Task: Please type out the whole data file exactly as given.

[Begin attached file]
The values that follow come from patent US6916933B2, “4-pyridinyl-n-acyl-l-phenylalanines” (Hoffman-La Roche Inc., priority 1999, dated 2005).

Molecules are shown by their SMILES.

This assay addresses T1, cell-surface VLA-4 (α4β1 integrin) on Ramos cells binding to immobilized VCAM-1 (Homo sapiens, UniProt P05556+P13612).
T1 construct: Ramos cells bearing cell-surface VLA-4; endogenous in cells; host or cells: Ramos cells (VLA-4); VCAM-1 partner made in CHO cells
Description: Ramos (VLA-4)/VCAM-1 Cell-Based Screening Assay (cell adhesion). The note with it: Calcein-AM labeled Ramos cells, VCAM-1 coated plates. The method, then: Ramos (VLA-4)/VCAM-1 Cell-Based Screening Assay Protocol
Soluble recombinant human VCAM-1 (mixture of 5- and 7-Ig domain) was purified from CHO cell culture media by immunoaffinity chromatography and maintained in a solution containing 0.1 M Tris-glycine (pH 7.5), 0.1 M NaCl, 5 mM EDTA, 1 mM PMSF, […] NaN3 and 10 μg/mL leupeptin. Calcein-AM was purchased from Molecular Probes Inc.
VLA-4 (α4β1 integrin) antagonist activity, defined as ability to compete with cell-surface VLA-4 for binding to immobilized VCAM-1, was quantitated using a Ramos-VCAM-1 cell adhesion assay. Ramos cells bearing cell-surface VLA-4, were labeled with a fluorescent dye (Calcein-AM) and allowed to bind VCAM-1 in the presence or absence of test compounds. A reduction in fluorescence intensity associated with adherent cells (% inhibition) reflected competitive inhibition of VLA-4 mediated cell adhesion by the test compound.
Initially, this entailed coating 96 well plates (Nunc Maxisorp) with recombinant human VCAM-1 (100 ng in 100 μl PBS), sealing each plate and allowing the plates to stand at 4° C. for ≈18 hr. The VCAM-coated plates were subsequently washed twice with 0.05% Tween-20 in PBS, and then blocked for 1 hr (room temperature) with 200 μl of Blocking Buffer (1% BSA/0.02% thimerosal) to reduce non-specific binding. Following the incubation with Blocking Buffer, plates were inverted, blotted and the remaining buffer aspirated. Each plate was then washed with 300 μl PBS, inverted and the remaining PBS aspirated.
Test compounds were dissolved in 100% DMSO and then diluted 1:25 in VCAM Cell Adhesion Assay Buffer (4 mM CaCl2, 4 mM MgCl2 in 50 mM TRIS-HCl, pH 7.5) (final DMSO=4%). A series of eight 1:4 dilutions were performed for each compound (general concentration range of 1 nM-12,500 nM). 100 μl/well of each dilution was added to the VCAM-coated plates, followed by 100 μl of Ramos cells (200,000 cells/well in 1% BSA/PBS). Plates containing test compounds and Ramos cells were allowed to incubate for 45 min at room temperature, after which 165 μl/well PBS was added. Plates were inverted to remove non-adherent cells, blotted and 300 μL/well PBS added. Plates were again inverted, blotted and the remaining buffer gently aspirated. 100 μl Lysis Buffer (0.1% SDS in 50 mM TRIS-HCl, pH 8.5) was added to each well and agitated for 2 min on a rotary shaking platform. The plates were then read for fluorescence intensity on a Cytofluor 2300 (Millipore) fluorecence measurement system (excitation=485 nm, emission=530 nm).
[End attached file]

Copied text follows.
The values that follow come from patent US6916933B2, “4-pyridinyl-n-acyl-l-phenylalanines” (Hoffman-La Roche Inc., priority 1999, dated 2005).

Molecules are shown by their SMILES.

This assay addresses T1, cell-surface VLA-4 (α4β1 integrin) on Ramos cells binding to immobilized VCAM-1 (Homo sapiens, UniProt P05556+P13612).
T1 construct: Ramos cells bearing cell-surface VLA-4; endogenous in cells; host or cells: Ramos cells (VLA-4); VCAM-1 partner made in CHO cells
Description: Ramos (VLA-4)/VCAM-1 Cell-Based Screening Assay (cell adhesion). The note with it: Calcein-AM labeled Ramos cells, VCAM-1 coated plates. The method, then: Ramos (VLA-4)/VCAM-1 Cell-Based Screening Assay Protocol
Soluble recombinant human VCAM-1 (mixture of 5- and 7-Ig domain) was purified from CHO cell culture media by immunoaffinity chromatography and maintained in a solution containing 0.1 M Tris-glycine (pH 7.5), 0.1 M NaCl, 5 mM EDTA, 1 mM PMSF, […] NaN3 and 10 μg/mL leupeptin. Calcein-AM was purchased from Molecular Probes Inc.
VLA-4 (α4β1 integrin) antagonist activity, defined as ability to compete with cell-surface VLA-4 for binding to immobilized VCAM-1, was quantitated using a Ramos-VCAM-1 cell adhesion assay. Ramos cells bearing cell-surface VLA-4, were labeled with a fluorescent dye (Calcein-AM) and allowed to bind VCAM-1 in the presence or absence of test compounds. A reduction in fluorescence intensity associated with adherent cells (% inhibition) reflected competitive inhibition of VLA-4 mediated cell adhesion by the test compound.
Initially, this entailed coating 96 well plates (Nunc Maxisorp) with recombinant human VCAM-1 (100 ng in 100 μl PBS), sealing each plate and allowing the plates to stand at 4° C. for ≈18 hr. The VCAM-coated plates were subsequently washed twice with 0.05% Tween-20 in PBS, and then blocked for 1 hr (room temperature) with 200 μl of Blocking Buffer (1% BSA/0.02% thimerosal) to reduce non-specific binding. Following the incubation with Blocking Buffer, plates were inverted, blotted and the remaining buffer aspirated. Each plate was then washed with 300 μl PBS, inverted and the remaining PBS aspirated.
Test compounds were dissolved in 100% DMSO and then diluted 1:25 in VCAM Cell Adhesion Assay Buffer (4 mM CaCl2, 4 mM MgCl2 in 50 mM TRIS-HCl, pH 7.5) (final DMSO=4%). A series of eight 1:4 dilutions were performed for each compound (general concentration range of 1 nM-12,500 nM). 100 μl/well of each dilution was added to the VCAM-coated plates, followed by 100 μl of Ramos cells (200,000 cells/well in 1% BSA/PBS). Plates containing test compounds and Ramos cells were allowed to incubate for 45 min at room temperature, after which 165 μl/well PBS was added. Plates were inverted to remove non-adherent cells, blotted and 300 μL/well PBS added. Plates were again inverted, blotted and the remaining buffer gently aspirated. 100 μl Lysis Buffer (0.1% SDS in 50 mM TRIS-HCl, pH 8.5) was added to each well and agitated for 2 min on a rotary shaking platform. The plates were then read for fluorescence intensity on a Cytofluor 2300 (Millipore) fluorecence measurement system (excitation=485 nm, emission=530 nm).